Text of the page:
Home' Trinidad and Tobago Guardian : May 8th 2013 Contents B6
Guardian www.guardian.co.tt Wednesday, May 8, 2013
AND RAY FUNK
The second weekend in May brings hundreds of
pan students to the Virginia coast for beaches, fun,
sun, and great pan. The 11th annual PANorama
Caribbean Music Festival will be held on Friday
and Saturday at the 24th Street Oceanfront Park
and Virginia Beach Convention Centre, Virginia
The event is co-sponsored by the Virginia Arts
Festival and Beach events, and is one of a series of
summer weekend events held in the area.
The festival is hosted by the Virginia Rhythm
Project and over 25 high school, college, and com-
munity steelbands participate in the competition.
Founded in 2002, the festival is a must-attend event
for many steelbands and continues to be a major
draw for primary and secondary school pan sides in
the eastern half of the United States.
Besides the annual steelband competition, the fes-
tival features a performance by the host steelband,
the Virginia Rhythm Project. The band is the primary
force in pan music in Virginia and is directed by
The project is an after-school world percussion
and dance programme based in the Greater
Norfolk/Virginia Beach area of Virginia.
Founded in 1996, the project s mission is to bring
multicultural artistic excellence and education to the
youth and educators of northeastern Virginia but the
influence of the organisation has far exceeded these
geographic boundaries, now effectively encompassing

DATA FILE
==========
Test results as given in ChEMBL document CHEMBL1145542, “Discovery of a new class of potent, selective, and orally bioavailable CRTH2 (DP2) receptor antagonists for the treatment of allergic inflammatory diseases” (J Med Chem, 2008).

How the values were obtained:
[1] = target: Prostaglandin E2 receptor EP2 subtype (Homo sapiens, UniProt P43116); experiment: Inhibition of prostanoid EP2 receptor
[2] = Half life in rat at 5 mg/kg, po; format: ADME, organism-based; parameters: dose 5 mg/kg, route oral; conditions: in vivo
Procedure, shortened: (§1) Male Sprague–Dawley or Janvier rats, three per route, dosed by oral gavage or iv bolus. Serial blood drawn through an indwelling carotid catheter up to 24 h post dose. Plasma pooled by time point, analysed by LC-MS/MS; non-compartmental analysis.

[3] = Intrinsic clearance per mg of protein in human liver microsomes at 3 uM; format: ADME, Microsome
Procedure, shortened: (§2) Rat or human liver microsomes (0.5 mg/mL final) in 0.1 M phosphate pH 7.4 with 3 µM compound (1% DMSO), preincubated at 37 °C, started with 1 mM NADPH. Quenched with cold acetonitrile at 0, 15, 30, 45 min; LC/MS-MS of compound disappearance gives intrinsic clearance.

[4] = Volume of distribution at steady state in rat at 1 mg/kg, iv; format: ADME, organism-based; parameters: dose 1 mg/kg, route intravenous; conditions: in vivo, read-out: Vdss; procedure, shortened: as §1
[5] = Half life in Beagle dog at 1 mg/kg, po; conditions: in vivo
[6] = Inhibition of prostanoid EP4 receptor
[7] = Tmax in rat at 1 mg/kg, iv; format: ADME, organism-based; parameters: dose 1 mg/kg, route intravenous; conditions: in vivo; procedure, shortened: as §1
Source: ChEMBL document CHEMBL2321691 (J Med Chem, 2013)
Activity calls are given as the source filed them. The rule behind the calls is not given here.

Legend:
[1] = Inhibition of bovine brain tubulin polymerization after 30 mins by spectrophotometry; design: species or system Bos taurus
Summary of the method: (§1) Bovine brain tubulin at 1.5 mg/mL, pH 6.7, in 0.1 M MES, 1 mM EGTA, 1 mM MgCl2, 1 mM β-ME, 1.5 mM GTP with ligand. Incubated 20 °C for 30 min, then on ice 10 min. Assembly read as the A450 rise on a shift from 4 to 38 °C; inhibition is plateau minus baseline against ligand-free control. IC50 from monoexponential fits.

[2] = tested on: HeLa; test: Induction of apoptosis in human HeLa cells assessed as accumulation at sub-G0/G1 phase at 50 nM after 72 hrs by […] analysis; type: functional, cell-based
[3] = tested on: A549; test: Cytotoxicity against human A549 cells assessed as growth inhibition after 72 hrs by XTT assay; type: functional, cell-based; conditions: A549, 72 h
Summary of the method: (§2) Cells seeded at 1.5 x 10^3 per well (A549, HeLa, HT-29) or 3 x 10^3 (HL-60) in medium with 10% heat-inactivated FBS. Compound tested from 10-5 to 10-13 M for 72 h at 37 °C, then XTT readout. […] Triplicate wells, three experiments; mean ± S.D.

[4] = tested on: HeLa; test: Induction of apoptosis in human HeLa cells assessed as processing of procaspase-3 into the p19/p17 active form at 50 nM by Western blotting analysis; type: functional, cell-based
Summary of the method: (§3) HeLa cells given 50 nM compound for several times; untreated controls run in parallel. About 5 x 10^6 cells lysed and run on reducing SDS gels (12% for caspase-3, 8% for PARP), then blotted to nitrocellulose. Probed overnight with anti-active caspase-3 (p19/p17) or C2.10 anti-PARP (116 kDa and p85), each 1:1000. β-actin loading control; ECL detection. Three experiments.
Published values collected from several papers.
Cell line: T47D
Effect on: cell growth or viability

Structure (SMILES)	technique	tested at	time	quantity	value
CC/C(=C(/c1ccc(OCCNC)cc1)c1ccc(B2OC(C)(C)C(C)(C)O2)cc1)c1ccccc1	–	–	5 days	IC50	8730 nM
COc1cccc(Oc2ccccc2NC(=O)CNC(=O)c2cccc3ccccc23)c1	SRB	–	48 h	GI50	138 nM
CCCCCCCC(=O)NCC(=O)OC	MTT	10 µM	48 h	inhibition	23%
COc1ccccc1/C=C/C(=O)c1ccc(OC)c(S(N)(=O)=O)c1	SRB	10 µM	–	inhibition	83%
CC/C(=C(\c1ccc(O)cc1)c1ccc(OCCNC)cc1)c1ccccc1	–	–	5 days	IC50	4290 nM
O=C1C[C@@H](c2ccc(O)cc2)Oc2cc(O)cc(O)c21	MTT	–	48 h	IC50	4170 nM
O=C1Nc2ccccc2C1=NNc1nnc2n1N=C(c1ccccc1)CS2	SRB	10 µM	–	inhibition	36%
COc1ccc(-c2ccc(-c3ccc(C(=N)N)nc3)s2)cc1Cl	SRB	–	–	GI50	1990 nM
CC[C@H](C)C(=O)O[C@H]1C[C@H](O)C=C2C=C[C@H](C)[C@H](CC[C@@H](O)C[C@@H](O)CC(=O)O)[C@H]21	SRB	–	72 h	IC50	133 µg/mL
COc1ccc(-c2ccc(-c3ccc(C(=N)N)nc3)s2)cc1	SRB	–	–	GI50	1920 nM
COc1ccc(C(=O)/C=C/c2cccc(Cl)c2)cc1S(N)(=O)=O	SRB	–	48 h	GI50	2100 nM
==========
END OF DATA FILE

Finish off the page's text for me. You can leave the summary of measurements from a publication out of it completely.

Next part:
the Atlantic Coast and beyond.
The Virginia Rhythm Project is a multi-ethnic
world music programme comprised of steel band,
African drum and dance, and other Caribbean musical
genres. However, the steelpan element of the pro-
gramme, which is comprised of five ensembles, dom-
inates the curriculum.
The project began as an outgrowth of the Virginia
Arts Festival and was the brainchild of the Portsmouth
General Hospital Foundation. The not-for-profit
organisation sponsors arts programmes in Northeast
Virginia, an area which encompasses the cities of
Norfolk, Hampton, Portsmouth, and Virginia Beach.
The project is structured as five individual steel-
bands with a sixth group---the All-Stars---which is
an audition-only ensemble comprised of the top
players from each of the five feeder steelbands. These
bands have regular rehearsals and perform all year
The All-Stars are the main touring band and have
performed extensively throughout the US and Canada
with internationally-known recording artists such
as Gladys Knight and at high-profile academic events
such as the 2005 Percussive Arts Society International
Convention. The ensembles have also been featured
on several regional radio broadcasts.
The pan ensembles were initially added to the
project as an afterschool activity designed to keep
at-risk youths and juveniles occupied and out of
According to former director Dr Anthony Hailey:
"We start with the school year and get the kids going
"Each one of them is an after-school rehearsal
and we felt that was very crucial for the middle
school groups. And because they re reaching puberty,
a lot of them go home and their parents don t get
home until five or six o clock, so we wanted to make